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Faculty Mentor

Jessica R. Meendering

Abstract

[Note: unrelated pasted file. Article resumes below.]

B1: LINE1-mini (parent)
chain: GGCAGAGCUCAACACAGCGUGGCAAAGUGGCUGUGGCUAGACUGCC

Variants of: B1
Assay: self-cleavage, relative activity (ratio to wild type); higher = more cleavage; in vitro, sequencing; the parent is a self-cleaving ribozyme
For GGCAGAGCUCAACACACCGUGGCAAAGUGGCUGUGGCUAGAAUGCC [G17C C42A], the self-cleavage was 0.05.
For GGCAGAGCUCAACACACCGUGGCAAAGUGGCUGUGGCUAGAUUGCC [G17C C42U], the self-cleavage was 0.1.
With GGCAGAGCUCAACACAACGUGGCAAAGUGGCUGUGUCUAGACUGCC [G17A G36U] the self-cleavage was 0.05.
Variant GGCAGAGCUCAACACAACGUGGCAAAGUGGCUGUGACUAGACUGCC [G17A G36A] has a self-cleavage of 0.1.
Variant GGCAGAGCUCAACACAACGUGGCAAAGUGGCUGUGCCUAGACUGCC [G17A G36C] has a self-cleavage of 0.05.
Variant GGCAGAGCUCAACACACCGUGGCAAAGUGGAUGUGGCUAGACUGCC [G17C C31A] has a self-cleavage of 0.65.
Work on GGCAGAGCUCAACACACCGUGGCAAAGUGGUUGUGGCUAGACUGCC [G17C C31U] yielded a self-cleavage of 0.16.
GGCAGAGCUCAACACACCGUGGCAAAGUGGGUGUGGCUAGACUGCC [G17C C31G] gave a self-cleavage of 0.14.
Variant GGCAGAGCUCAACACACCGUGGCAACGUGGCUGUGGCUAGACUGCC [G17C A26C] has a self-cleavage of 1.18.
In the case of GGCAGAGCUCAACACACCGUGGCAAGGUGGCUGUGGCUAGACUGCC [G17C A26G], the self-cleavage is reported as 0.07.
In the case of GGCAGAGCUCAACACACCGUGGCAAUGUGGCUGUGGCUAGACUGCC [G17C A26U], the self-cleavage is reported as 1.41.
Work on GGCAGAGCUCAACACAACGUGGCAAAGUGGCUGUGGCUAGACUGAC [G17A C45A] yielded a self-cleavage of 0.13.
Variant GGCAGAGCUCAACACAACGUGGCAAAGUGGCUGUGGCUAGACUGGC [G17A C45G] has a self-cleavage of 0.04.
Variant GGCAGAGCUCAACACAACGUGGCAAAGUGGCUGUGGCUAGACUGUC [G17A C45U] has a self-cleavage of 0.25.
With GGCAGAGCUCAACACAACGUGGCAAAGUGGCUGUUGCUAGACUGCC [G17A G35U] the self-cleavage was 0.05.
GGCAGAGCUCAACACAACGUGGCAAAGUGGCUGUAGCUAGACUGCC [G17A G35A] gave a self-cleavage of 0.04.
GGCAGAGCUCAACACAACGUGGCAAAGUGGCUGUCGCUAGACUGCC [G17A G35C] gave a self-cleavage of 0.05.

Current physical activity recommendations suggest that children should have 60 minutes of moderate-to-vigorous physical activity (MVPA) per day. Purpose: The purpose of this study was to compare the ability of three different physical activity measurement tools to assess whether children were meeting physical activity recommendations. Methods: Physical activity was assessed for one week via accelerometer (ActiGraph GT3X), pedometer (New Lifestyles NL-1000), and for one day using a self report questionnaire (Self-Administered Physical Activity Checklist, or [SAPAC]) in thirty 5th-grade students. A total of 15 students, (11 ± 1 yrs; 11 female, 4 male) met compliance standards and were used for data comparisons. Minutes spent in MVPA per day were calculated from the SAPAC and accelerometer data using Sallis specifications and Freedson cut-points, respectively. Data from the SAPAC and accelerometers were compared with Centers for Disease Control and Prevention physical activity guidelines. Steps per day from the pedometers were compared with BMI referenced steps per day cut-point guidelines. All data are presented as mean ± SD. Results: SAPAC indicated MVPA of 460 ± 473 minutes per day. Accelerometer assessment indicated MVPA of 40 ± 15 minutes per day. Pedometer assessment indicated 8994 ± 3047 steps per day. Conclusions: Within this sample, 6% of subjects met minimum physical activity recommendations based on accelerometer data, whereas 20% met minimum physical activity recommendations using the pedometer. However, 100% of subjects met recommendations using the subjective self-report recall questionnaire. This pilot study indicates 5th-grade students dramatically over report estimated MVPA via self-report questionnaire. Therefore, objective physical activity assessment tools, such as accelerometers and pedometers may be better suited than self-report questionnaires to assess compliance with physical activity guidelines in 5th-grade students.

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